About Andrea Goldsmith
Andrea Goldsmith originally trained as a speech pathologist and was a pioneer in the development of communication aids for people unable to speak. Her first novel, Gracious Living, was published in 1989. This was followed by Modern Interiors, Facing the Music, Under the Knife, and The Prosperous Thief, which was short-listed for the 2003 Miles Franklin Literary Award. Reunion was published in 2009, and The Memory Trapwas awarded the 2015 Melbourne Prize. Her literary essays have appeared in Meanjin, Australian Book Review, Best Australian Essays, and numerous anthologies. Andrea Goldsmith lives in Melbourne.
Words //Andrea Goldsmith
I’m fascinated by the whys and hows of human existence and human sociality; it verges on a passion. Yet I would have made a terrible social scientist. I’m blind to rules. I’m driven solely by what the novel needs, I follow my impulses – and the whimsy of my imagination. I scavenge for titbits that will enrich the novel.
Around 2013 I started reading about Putin. He is a fascinating study, as is his Russia. After I’d read a few books, I realised that to understand what is happening in Russia today requires an understanding of the Soviet years, and the Czarist times before that. I read book after book, I read until I was infused with Russia of the past 100 years. At the same time, I was creating my main character, Galina Kogan. Because of my reading and the family background I had given her, I located her in Leningrad.
I want always to give my imagination room to move, I did not, therefore, visit St Petersburg until the novel was well under way. That first visit was in late spring. I needed to experience the city – to see it, smell it, walk it – and I needed locations. The second time I visited was in mid-winter. The book had undergone several drafts by then, but was still several drafts from the finish. I needed, texture, I needed sensibility (and yes, places most certainly have a sensibility) to sharpen the Leningrad of Invented Lives and also the character of Galina.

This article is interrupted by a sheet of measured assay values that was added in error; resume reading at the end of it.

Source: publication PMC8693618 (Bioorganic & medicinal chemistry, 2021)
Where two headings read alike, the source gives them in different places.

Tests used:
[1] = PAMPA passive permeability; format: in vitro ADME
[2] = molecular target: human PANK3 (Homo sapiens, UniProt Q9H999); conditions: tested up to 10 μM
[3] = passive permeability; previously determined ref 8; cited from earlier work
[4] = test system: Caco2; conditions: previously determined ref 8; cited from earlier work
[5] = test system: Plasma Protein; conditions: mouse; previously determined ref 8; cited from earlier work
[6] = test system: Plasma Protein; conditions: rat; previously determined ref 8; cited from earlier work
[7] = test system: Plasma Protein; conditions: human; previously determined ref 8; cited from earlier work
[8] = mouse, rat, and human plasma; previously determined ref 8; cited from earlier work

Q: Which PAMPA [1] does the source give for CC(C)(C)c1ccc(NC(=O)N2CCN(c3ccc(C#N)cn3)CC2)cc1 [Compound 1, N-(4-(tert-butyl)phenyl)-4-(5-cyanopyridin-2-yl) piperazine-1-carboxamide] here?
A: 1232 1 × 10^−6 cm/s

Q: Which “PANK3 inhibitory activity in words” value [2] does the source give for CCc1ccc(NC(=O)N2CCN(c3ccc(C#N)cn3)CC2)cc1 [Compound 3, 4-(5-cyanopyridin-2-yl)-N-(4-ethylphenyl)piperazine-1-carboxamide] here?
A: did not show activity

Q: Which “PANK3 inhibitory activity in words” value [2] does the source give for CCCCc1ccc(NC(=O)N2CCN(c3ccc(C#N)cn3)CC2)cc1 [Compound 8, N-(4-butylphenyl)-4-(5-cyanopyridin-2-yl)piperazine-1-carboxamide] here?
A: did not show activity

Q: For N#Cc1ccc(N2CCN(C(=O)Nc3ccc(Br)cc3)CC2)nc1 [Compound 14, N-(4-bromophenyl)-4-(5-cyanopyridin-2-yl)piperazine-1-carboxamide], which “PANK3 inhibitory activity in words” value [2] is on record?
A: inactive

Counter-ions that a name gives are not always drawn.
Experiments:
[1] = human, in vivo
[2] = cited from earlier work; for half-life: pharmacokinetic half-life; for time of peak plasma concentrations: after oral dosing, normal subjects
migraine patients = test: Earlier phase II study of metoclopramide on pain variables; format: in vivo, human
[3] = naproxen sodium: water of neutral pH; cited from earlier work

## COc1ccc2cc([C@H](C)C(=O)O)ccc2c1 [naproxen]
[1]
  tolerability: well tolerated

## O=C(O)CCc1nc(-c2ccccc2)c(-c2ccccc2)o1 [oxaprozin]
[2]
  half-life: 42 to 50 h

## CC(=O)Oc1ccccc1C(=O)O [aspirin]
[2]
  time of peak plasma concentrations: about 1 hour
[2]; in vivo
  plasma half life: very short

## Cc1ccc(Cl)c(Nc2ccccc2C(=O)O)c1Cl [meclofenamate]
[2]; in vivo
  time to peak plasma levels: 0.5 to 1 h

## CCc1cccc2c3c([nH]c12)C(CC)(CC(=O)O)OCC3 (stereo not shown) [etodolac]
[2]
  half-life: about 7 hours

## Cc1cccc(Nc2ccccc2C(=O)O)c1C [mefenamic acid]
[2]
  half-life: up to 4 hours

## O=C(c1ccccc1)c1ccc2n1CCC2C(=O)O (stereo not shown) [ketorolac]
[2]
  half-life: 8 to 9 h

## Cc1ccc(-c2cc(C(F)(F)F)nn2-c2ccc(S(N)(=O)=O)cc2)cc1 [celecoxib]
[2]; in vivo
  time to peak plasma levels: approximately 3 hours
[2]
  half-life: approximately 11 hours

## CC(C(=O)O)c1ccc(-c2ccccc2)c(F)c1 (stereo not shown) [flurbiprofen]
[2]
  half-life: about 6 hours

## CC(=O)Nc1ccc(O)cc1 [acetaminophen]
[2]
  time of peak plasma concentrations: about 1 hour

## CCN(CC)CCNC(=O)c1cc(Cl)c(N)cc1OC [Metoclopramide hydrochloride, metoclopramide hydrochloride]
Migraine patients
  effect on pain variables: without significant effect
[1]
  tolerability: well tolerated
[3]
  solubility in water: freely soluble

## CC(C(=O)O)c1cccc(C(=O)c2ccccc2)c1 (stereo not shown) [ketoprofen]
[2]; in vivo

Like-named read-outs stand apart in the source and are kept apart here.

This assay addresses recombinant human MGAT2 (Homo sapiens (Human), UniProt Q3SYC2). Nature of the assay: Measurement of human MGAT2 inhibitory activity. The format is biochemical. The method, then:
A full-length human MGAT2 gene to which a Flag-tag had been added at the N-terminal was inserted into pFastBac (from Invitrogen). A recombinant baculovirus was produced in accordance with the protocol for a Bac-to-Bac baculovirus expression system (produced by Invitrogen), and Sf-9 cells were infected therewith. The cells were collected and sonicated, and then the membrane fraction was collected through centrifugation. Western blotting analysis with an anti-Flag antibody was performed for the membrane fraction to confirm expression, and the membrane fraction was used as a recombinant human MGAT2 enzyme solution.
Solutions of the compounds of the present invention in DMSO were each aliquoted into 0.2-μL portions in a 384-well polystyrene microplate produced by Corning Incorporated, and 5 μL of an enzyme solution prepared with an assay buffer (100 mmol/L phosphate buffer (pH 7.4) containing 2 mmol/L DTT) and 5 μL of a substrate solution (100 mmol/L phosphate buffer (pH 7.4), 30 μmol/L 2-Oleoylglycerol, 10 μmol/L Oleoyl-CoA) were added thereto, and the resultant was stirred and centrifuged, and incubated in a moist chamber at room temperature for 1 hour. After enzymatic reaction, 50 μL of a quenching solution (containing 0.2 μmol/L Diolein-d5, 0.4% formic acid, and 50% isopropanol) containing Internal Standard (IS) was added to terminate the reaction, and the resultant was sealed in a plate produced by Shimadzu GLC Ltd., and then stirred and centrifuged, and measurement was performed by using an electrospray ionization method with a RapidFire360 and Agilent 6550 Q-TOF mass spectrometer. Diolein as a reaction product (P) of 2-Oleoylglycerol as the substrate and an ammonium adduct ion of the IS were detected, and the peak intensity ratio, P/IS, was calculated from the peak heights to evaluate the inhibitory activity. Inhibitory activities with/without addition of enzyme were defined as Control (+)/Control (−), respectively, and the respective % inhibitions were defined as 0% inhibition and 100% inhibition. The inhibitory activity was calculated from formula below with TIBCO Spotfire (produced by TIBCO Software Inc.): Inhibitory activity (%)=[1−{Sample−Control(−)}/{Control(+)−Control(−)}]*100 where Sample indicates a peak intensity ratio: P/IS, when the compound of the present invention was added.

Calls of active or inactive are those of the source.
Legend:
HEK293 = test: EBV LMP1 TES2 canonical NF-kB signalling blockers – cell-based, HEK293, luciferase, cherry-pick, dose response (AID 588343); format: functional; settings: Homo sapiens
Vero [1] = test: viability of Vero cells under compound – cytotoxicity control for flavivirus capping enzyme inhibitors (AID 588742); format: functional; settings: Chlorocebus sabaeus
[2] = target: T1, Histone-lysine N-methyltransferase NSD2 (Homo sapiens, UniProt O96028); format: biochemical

I have spent hours in the magnificent Church on the Spilled Blood, where my Australian mosaicist, Andrew Morrow, goes to study. I take considerable care when deciding the work/professions of my characters, because work and identity (and therefore the story itself) are very much bound together. Andrew would have been a different character if he’d become the engineer his parents wanted him to be. I like writing about creative people, and particularly in a field I admire but know little about. After spending 4 years with my fictional mosaicist I now know a great deal about this ancient and gorgeous art form. And on the way I have seen some miraculous mosaics – many of which I have put in Invented Lives.
Research for a novelist provides authenticity to the characters. You need to know what moves their heart, you need to feel the beat of their blood. But, as every writer of fiction knows, if the research shows, then the novel has failed.